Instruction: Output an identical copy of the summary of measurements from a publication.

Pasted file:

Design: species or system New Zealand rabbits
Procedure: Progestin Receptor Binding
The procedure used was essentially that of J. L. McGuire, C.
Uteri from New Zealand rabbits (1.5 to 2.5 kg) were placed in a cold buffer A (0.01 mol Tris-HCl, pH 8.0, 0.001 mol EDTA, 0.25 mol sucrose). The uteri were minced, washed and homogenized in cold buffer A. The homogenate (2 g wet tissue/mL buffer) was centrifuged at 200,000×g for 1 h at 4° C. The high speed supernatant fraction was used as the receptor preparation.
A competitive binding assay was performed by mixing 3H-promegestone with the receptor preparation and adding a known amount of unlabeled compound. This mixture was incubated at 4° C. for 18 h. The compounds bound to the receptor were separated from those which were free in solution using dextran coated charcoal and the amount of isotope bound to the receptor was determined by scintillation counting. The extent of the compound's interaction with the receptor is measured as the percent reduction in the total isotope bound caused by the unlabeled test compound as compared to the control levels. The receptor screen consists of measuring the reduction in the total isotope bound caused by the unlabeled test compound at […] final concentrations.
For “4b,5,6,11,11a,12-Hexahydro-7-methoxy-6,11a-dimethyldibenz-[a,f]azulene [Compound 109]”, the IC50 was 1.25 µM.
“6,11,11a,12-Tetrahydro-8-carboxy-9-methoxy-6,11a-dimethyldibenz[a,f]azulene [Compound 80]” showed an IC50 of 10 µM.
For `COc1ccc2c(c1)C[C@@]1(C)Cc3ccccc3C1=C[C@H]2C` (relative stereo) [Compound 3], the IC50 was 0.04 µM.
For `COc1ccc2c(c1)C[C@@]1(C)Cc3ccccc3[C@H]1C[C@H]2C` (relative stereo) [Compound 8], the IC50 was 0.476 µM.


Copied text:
Design: species or system New Zealand rabbits
Procedure: Progestin Receptor Binding
The procedure used was essentially that of J. L. McGuire, C.
Uteri from New Zealand rabbits (1.5 to 2.5 kg) were placed in a cold buffer A (0.01 mol Tris-HCl, pH 8.0, 0.001 mol EDTA, 0.25 mol sucrose). The uteri were minced, washed and homogenized in cold buffer A. The homogenate (2 g wet tissue/mL buffer) was centrifuged at 200,000×g for 1 h at 4° C. The high speed supernatant fraction was used as the receptor preparation.
A competitive binding assay was performed by mixing 3H-promegestone with the receptor preparation and adding a known amount of unlabeled compound. This mixture was incubated at 4° C. for 18 h. The compounds bound to the receptor were separated from those which were free in solution using dextran coated charcoal and the amount of isotope bound to the receptor was determined by scintillation counting. The extent of the compound's interaction with the receptor is measured as the percent reduction in the total isotope bound caused by the unlabeled test compound as compared to the control levels. The receptor screen consists of measuring the reduction in the total isotope bound caused by the unlabeled test compound at […] final concentrations.
For “4b,5,6,11,11a,12-Hexahydro-7-methoxy-6,11a-dimethyldibenz-[a,f]azulene [Compound 109]”, the IC50 was 1.25 µM.
“6,11,11a,12-Tetrahydro-8-carboxy-9-methoxy-6,11a-dimethyldibenz[a,f]azulene [Compound 80]” showed an IC50 of 10 µM.
For `COc1ccc2c(c1)C[C@@]1(C)Cc3ccccc3C1=C[C@H]2C` (relative stereo) [Compound 3], the IC50 was 0.04 µM.
For `COc1ccc2c(c1)C[C@@]1(C)Cc3ccccc3[C@H]1C[C@H]2C` (relative stereo) [Compound 8], the IC50 was 0.476 µM.